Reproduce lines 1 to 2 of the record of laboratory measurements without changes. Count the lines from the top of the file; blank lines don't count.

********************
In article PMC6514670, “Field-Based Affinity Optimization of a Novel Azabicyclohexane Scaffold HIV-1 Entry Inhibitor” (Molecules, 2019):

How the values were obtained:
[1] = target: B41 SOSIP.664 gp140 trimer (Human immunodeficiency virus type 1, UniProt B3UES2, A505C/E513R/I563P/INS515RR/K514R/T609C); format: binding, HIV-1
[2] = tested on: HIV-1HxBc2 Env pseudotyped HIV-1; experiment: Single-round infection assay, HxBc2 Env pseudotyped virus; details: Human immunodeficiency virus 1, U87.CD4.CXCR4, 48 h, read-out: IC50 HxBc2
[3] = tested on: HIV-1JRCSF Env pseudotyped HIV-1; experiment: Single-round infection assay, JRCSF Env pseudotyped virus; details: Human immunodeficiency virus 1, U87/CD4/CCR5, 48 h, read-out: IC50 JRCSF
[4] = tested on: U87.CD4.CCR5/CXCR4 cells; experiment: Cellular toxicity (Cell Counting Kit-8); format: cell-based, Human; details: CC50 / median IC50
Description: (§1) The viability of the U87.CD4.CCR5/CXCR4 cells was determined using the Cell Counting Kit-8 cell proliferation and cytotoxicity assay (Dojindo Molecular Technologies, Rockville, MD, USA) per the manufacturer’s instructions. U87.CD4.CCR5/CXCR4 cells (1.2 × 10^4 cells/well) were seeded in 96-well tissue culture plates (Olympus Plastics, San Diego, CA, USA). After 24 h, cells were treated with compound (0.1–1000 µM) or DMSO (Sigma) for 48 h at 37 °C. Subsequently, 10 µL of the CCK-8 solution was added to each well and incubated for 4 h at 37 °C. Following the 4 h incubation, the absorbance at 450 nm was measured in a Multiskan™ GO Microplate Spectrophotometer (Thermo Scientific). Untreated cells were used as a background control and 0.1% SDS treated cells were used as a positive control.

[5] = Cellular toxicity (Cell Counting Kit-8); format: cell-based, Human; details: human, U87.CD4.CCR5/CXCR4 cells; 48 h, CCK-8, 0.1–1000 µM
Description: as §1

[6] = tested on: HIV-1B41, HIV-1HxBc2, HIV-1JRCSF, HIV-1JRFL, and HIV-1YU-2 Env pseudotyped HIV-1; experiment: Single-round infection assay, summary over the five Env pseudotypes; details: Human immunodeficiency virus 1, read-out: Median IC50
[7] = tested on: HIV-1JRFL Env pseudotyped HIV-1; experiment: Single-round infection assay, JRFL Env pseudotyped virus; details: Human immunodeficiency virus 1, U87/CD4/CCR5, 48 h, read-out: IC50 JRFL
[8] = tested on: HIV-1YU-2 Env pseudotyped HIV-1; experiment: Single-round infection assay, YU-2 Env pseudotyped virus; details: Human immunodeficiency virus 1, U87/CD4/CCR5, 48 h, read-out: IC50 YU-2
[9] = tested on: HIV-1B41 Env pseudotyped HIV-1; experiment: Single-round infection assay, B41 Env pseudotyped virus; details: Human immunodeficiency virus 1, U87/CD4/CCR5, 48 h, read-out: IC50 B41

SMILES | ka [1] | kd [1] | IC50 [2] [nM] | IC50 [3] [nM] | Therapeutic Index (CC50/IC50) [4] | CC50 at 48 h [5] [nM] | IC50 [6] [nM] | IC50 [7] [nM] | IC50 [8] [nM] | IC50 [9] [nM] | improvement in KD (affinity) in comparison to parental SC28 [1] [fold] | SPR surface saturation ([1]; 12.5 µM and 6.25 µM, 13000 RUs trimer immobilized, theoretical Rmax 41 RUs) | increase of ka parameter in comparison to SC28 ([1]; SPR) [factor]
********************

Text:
In article PMC6514670, “Field-Based Affinity Optimization of a Novel Azabicyclohexane Scaffold HIV-1 Entry Inhibitor” (Molecules, 2019):

How the values were obtained: